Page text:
He is mentioned in the film No Direction Home regarding his brief musical association with Bob Dylan and Dylan's suggestion that he was "Bobby Vee" after Vee's regional hit.

The Very Best of Bobby Vee, released by EMI/UK on May 12, 2008, charted in the UK top five. On January 17, 2011, EMI/UK released Rarities, a double-CD package with 61 tracks, many of which were previously unreleased. Others included were alternate takes and first-time stereo releases as well as tracks from the album Bobby Vee Live on Tour minus the "canned" audience.

On March 28, 2011, he became the 235th inductee into the Rockabilly Hall of Fame. An active live performer into 2011, Vee was diagnosed with an early stage Alzheimer’s disease at which time he completed his scheduled tour obligations and recorded his final CD released three years later.[4] In 2014 he was inducted into the Scandinavian-American Hall of Fame.[6]

The Day the Music Died



Vee in 2001

Vee's career began in the midst of tragedy. On February 3, 1959, "The Day the Music Died," three of the four headline acts in the lineup of the traveling Winter Dance Party—Buddy Holly, Ritchie Valens, and the Big Bopper—were killed, along with the 21-year-old pilot, Roger Peterson, in the crash of a V-tailed 1947 Beechcraft Bonanza airplane. (Dion DiMucci, the second headliner, had opted not to travel on the plane.) It crashed near Clear Lake, Iowa en route to the next show on the tour itinerary in Moorhead, Minnesota. Velline, then 15 years of age, and a hastily assembled band of Fargo schoolboys calling themselves the Shadows volunteered for, and were given, the unenviable job of filling in for Holly and his band at the Moorhead engagement. Their performance there was a success, setting in motion a chain of events that led to Vee's career as a popular singer.[4]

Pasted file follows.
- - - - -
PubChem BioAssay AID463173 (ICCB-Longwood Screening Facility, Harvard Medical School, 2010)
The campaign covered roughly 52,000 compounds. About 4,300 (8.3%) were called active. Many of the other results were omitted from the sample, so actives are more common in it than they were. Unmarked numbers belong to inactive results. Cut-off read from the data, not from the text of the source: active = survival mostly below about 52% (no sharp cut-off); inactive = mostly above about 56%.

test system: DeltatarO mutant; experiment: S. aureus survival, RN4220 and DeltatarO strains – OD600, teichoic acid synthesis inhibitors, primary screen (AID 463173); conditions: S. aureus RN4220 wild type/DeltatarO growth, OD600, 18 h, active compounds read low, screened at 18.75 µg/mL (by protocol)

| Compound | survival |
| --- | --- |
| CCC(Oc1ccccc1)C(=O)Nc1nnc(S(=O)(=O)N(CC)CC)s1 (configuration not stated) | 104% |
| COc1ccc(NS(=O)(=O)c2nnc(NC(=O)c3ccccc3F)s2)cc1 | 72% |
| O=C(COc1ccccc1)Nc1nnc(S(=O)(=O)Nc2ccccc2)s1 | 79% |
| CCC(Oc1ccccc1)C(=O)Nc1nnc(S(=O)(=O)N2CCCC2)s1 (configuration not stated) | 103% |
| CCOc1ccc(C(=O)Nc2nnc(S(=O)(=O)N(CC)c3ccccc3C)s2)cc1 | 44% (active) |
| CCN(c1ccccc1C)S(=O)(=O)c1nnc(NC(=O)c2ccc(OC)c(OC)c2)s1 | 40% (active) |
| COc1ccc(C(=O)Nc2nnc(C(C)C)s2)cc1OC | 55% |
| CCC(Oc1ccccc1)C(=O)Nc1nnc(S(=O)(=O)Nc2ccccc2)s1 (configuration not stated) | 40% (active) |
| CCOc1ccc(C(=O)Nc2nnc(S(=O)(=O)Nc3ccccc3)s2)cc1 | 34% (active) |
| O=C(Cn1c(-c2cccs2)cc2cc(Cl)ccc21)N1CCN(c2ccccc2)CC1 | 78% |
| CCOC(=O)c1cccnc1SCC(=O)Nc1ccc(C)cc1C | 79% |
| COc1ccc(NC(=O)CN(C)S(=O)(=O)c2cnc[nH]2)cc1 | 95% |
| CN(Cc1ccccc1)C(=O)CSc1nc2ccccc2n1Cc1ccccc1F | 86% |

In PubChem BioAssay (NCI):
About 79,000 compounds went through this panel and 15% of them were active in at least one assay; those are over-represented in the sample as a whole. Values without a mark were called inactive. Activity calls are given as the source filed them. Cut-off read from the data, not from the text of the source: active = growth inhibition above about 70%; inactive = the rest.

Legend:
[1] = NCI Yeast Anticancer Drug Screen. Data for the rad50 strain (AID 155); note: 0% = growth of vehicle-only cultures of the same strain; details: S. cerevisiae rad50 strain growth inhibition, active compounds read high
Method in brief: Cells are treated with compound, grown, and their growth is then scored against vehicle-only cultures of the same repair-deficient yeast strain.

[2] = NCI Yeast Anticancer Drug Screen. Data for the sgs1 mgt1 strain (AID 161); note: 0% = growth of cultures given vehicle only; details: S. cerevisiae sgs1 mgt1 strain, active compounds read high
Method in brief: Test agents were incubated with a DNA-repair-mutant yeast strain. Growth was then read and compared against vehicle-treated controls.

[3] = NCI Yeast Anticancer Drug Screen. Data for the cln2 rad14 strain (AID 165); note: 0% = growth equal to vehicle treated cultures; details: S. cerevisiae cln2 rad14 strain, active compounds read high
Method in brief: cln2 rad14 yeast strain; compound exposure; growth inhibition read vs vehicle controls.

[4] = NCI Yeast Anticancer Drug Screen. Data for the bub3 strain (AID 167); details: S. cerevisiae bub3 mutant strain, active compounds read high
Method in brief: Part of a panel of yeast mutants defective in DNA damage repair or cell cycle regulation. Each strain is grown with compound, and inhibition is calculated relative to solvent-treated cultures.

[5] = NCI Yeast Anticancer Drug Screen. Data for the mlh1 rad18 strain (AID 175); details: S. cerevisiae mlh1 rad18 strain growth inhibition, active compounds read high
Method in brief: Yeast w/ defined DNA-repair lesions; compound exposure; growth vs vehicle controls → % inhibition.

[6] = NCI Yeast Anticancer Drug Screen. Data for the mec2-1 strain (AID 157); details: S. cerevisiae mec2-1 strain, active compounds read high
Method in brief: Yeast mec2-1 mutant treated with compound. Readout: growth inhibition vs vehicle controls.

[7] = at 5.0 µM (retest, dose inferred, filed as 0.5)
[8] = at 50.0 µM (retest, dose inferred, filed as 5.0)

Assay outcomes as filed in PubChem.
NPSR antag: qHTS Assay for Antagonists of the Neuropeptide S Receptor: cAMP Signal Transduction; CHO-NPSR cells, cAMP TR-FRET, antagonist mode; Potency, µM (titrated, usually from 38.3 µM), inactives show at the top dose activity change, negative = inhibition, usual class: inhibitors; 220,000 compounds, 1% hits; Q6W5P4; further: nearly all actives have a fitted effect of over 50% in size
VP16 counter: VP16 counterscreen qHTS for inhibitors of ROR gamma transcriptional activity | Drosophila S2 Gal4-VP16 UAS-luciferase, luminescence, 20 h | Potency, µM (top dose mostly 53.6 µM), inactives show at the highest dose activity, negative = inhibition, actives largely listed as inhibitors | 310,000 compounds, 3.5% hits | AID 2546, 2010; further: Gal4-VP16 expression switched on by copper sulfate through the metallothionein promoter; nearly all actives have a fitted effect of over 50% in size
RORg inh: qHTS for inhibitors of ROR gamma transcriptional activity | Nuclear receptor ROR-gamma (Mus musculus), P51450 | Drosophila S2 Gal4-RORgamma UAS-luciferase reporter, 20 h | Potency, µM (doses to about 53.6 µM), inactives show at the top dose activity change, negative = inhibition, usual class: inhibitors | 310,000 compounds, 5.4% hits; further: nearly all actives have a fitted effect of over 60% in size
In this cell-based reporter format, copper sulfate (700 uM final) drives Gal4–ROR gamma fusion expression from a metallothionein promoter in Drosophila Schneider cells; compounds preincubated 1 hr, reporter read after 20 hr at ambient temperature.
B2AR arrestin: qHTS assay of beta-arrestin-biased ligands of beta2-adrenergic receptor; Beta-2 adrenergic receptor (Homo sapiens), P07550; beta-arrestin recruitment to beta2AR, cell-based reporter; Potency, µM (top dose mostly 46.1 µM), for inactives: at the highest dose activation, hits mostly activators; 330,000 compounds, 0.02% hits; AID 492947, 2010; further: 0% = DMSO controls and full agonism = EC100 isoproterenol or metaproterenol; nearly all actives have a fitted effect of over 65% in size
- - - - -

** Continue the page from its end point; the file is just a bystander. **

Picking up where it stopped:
In 1963, Vee released a tribute album on Liberty Records called I Remember Buddy Holly. In the liner notes, Vee recalled Holly's influence on him and the events surrounding Holly's death:


Like so many other people, I became a Buddy Holly fan the very first time I heard him sing. I've been a fan ever since and I guess I always will be. I remember a few years ago when Buddy was scheduled to appear at a dance in my home town of Fargo, North Dakota. It was going to be a big event for the whole town, but even more so for me. I was anxiously looking forward to seeing Buddy in action.